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15 male national level 400-m sprint–trained athletes (age = 24 y)

25 physically active male college students (age = 25–29 y)

33 male college football players

8 experienced resistance-trained males (age = 20 y)

26 collegiate male football players (age = 20 y)

26 active male Vietnamese sports science students (age = 22 y). No resistance training experience

Hill et al. (10)

Hoffman et al. (11)

Hoffman et al. (12)

Hoffman et al. (13)

Kendrick et al. (15)

Participants

Derave et al. (5)

Authors

Table

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NR

13% increase in muscle carnosine with BA; no change with resistance training alone

6.4 g BA or P daily during 10 wk of resistance training

No differences in growth hormone, testosterone, blood lactate, or cortisol

Creatine increased resting testosterone by 20%; no other changes in IGF-1, growth hormone, or sex hormone–binding globulin were observed

Muscle carnosine increased 58–80% after 4–10 wk, respectively

Carnosine increased by 47 and 37% in soleus and gastrocnemius, respectively

Biochemistry

4.5 g of BA daily or P 3 wk before and 9 d into football training camp

4.8 g BA daily or P for 4 wk

10.5 g creatine daily or 3.2 g of BA, or P for 10 wk, while performance resistance training 4 d weekly

6.4 g BA or P daily for 4–10 wk

4.8 g BA or P daily for 4 wk

Dosage/duration

NR

No group differences in body mass or % body fat

No group differences in force or strength production

No differences in body mass

BA + creatine resulted in greater increase in LBM (+1.74 kg) than creatine or placebo. No differences in fat mass

No differences in peak power, mean power, or total work on Wingate test. No differences in squat or bench training intensity; No differences in perception of soreness or practice intensity but 15% decrease in perception of fatigue

22% increase in total number of repetitions’ post versus pre supplementation with BA on 6 sets of squats at 70% 1RM. 2% increase in peak power, 10% increase in mean power. No differences in, 1RM squat, or body mass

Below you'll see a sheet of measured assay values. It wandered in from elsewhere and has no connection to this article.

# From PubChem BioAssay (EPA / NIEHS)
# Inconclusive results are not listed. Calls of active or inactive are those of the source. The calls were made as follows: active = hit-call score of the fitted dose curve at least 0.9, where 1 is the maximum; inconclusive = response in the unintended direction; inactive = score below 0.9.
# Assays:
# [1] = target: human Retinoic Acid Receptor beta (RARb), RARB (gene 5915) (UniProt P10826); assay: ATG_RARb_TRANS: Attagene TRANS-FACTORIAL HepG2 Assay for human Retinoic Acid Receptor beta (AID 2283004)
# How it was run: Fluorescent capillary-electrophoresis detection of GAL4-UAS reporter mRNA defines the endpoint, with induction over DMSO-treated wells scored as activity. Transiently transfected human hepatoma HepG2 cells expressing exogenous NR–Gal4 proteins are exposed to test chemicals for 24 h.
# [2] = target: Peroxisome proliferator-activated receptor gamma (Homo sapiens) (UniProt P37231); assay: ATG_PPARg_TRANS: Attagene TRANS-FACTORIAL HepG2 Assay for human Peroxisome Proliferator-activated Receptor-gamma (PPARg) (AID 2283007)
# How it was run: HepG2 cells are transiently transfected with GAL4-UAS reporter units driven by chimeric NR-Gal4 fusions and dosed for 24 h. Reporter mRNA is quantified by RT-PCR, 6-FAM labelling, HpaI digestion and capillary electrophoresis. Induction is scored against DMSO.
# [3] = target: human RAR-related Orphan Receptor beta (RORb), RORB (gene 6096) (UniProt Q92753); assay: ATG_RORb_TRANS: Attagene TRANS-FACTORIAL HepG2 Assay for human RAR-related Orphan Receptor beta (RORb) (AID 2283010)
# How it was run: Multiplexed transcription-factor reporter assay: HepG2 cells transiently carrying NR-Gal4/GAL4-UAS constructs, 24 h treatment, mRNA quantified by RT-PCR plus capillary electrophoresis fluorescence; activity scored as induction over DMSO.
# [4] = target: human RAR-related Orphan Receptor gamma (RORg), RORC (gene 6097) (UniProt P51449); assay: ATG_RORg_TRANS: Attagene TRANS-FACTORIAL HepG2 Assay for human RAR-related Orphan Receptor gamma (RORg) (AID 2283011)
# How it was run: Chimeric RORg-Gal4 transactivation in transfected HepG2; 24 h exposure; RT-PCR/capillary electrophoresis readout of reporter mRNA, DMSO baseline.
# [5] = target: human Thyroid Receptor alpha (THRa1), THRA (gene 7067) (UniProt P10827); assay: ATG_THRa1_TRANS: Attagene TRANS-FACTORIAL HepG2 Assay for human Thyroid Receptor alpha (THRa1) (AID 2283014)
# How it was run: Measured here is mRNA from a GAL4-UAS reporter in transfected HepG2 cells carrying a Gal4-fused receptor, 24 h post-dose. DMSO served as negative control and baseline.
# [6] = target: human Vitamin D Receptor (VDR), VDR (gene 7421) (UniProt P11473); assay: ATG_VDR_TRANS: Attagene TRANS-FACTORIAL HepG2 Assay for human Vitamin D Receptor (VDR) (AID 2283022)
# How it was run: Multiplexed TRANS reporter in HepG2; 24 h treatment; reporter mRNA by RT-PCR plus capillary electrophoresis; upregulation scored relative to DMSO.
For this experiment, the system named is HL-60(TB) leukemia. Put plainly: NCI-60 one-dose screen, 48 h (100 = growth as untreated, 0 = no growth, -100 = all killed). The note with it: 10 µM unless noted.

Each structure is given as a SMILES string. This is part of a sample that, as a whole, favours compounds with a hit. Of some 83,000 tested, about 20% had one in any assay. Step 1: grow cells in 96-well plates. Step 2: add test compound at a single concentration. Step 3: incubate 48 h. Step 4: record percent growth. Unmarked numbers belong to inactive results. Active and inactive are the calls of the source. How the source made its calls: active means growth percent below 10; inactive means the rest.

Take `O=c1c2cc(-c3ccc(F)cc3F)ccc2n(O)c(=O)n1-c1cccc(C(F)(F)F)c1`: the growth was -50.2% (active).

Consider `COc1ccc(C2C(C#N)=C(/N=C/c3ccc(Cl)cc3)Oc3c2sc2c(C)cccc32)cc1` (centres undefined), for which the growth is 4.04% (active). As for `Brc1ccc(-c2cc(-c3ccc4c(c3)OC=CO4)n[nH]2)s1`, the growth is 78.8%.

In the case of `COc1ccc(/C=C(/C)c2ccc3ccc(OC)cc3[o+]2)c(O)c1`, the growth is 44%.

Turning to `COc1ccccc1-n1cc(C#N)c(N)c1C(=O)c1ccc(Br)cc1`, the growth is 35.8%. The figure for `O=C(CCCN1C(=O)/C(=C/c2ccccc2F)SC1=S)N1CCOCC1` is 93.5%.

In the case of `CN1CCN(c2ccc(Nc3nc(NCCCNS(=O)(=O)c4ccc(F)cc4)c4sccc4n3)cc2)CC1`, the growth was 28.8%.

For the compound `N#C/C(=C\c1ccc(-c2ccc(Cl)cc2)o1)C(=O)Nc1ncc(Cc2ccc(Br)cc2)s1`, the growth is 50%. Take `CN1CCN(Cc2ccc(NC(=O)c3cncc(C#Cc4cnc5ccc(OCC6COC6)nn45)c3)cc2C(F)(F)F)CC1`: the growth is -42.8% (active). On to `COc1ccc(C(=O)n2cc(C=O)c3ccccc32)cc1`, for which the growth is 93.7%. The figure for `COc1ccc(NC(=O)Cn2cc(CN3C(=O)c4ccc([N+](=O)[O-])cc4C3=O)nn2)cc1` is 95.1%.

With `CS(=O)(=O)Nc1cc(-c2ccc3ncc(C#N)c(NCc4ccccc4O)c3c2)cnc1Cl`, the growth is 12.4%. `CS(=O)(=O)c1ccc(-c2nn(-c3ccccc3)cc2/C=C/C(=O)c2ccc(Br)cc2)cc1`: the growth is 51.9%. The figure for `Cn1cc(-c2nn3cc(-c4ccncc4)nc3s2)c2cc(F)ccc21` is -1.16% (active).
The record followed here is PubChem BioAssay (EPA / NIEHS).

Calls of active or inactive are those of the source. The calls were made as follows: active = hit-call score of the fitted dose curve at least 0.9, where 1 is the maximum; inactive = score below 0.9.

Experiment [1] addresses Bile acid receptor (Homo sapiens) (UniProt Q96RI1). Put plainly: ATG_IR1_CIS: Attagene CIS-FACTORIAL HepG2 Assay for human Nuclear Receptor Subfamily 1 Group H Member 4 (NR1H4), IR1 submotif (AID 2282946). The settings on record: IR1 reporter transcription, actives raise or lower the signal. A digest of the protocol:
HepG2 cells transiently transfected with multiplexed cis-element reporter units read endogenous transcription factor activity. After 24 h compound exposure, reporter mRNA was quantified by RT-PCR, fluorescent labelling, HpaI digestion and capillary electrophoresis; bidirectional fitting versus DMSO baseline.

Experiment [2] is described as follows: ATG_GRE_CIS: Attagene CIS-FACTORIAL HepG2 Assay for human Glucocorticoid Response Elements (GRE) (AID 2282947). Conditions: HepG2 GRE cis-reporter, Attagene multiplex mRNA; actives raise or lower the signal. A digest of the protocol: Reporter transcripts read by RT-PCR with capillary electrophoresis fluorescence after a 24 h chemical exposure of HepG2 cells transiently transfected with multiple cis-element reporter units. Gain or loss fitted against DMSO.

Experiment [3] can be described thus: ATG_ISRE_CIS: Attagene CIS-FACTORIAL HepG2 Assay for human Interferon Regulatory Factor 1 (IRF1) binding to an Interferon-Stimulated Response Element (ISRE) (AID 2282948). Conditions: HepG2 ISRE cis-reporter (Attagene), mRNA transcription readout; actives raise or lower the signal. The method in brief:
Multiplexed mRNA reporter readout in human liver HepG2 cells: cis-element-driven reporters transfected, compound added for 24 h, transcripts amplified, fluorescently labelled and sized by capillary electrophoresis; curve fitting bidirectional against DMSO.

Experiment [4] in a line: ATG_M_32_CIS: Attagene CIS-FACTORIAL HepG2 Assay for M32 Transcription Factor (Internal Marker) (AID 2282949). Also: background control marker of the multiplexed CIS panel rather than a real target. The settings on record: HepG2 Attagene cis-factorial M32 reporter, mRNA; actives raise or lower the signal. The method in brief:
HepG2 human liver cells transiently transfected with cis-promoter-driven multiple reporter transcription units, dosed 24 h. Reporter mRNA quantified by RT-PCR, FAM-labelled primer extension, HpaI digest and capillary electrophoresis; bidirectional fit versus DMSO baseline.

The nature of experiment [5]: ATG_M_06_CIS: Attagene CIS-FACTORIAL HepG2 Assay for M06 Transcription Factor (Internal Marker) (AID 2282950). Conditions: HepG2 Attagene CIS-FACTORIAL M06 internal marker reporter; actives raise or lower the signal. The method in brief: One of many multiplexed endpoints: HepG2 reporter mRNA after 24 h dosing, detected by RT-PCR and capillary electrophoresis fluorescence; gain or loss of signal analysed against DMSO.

Greater strength gains with either creatine or creatine + BA than placebo. Addition of BA increased training volume and delayed fatigue

No change in body mass

Total work done on bicycle increased by 10–13% after 4–10 wk, respectively

Body composition

NR

Performance

Knee extension torque improved 4–6% in ninth and fifth bout of 30 maximal knee extensions. No change in isometric endurance and 400-m race time

Experimental results with beta-alanine supplementation

Beta-Alanine Supplementation


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51 untrained men (age = 24 y)

22 untrained females (age = 26–29 y)

Stout et al. (25)

Stout et al. (26)

46 recreationally active (1–4 times exercise weekly) men (age = 22 y)

Smith et al. (24)

46 recreationally active men (age = 22 y)

22 Division II collegiate wrestlers; 15 collegiate football players

Kern and Robinson (17)

Smith et al. (24)

14 physical active male Vietnamese physical education students (age = 22 y)

Participants

Kendrick et al. (16)

Authors

Table

6.4 g/d of BA or placebo for 4 wk

Placebo, 3.2 g of BA, 10.5 g/d CrM, or both BA+CrM

Placebo 3.0 g increase to 6.0 g BA daily combined with 6 weeks HIIT

Untrained/ unsupplemented control or 6.4 g of BA daily or placebo while performing bicycle intervals for 3 wk for 6 wk

NR

NR